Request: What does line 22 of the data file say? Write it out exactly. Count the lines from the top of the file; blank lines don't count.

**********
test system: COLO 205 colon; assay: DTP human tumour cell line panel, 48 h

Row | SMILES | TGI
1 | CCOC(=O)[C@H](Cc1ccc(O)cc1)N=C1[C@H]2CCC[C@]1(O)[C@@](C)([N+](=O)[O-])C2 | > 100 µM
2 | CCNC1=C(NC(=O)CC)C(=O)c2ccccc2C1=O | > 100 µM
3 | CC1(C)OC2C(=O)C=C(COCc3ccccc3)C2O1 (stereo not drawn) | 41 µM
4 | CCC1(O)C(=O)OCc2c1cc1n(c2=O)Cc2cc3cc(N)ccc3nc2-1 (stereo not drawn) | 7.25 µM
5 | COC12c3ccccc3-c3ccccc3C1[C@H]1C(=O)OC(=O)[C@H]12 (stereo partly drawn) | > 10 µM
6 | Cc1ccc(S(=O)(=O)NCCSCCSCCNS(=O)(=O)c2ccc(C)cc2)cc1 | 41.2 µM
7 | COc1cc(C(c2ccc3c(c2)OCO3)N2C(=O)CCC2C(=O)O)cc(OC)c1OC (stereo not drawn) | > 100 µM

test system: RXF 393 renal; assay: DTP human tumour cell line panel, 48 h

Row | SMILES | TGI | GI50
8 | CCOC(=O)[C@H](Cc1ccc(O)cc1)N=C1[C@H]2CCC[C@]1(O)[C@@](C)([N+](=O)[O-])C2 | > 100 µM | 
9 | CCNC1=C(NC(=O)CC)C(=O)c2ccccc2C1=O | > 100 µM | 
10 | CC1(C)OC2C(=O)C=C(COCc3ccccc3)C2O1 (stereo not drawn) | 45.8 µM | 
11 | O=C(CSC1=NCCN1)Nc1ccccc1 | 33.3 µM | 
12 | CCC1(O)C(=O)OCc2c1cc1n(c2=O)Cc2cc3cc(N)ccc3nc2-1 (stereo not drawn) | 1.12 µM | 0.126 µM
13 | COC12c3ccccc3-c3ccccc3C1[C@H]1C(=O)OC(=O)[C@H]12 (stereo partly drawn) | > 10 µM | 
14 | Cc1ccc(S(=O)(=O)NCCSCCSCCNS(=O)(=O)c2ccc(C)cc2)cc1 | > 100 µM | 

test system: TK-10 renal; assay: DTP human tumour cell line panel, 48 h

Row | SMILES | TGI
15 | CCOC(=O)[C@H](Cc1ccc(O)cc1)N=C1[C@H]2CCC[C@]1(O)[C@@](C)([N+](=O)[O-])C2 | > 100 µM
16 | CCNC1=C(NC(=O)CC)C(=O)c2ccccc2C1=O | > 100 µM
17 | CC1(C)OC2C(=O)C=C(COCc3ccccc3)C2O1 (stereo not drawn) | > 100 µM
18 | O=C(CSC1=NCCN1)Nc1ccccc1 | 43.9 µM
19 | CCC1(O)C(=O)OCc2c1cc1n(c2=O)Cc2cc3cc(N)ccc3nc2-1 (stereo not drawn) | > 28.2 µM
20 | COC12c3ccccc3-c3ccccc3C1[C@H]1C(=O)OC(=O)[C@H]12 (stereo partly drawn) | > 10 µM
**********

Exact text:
16 | CCNC1=C(NC(=O)CC)C(=O)c2ccccc2C1=O | > 100 µM